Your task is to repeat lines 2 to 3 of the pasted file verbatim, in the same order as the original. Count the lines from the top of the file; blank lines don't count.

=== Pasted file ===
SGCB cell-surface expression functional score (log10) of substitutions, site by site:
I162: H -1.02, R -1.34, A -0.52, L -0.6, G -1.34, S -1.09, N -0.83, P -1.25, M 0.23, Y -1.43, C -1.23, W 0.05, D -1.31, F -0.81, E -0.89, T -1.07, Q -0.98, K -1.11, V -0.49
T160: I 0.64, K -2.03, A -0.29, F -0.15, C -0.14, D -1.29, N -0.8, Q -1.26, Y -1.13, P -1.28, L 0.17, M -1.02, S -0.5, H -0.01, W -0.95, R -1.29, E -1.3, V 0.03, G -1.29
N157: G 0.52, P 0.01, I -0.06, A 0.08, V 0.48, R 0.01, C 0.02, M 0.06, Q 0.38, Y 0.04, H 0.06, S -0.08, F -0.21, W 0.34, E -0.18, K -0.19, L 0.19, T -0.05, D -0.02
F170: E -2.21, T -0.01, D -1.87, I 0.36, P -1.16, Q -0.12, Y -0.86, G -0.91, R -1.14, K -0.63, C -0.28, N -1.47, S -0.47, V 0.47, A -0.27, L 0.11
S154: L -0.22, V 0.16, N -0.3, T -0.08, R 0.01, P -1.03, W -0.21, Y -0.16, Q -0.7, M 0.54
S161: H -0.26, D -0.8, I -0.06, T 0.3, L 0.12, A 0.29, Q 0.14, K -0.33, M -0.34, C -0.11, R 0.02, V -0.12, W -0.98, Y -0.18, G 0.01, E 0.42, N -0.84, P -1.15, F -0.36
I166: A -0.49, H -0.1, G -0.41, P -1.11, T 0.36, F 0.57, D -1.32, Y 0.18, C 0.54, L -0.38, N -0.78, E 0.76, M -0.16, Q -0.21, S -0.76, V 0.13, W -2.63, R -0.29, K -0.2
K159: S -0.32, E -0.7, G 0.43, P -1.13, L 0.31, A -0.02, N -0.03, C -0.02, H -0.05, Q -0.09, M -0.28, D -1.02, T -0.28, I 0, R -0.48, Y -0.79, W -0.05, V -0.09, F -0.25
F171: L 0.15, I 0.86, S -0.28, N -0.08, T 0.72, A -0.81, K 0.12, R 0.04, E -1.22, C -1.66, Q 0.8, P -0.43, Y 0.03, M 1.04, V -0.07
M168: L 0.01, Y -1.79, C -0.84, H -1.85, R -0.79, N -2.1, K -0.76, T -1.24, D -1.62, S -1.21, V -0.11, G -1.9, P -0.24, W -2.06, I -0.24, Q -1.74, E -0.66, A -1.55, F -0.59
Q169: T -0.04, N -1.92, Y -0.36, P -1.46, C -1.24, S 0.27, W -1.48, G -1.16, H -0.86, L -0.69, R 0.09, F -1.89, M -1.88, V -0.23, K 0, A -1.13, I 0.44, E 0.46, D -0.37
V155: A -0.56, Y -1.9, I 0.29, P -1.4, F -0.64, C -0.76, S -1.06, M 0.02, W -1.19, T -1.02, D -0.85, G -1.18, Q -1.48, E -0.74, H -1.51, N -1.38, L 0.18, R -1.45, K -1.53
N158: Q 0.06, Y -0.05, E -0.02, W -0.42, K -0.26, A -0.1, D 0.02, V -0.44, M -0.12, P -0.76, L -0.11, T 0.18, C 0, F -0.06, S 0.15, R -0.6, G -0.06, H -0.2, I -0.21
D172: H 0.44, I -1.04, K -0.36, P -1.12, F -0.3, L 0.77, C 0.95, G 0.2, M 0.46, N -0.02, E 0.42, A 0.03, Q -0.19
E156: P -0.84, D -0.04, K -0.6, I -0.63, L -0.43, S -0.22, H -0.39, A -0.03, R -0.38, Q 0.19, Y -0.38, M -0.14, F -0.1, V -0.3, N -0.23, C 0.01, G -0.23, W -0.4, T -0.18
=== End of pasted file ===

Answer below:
I162: H -1.02, R -1.34, A -0.52, L -0.6, G -1.34, S -1.09, N -0.83, P -1.25, M 0.23, Y -1.43, C -1.23, W 0.05, D -1.31, F -0.81, E -0.89, T -1.07, Q -0.98, K -1.11, V -0.49
T160: I 0.64, K -2.03, A -0.29, F -0.15, C -0.14, D -1.29, N -0.8, Q -1.26, Y -1.13, P -1.28, L 0.17, M -1.02, S -0.5, H -0.01, W -0.95, R -1.29, E -1.3, V 0.03, G -1.29